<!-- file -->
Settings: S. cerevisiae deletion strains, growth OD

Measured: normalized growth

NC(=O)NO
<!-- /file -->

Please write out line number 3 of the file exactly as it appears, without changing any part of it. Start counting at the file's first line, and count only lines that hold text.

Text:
NC(=O)NO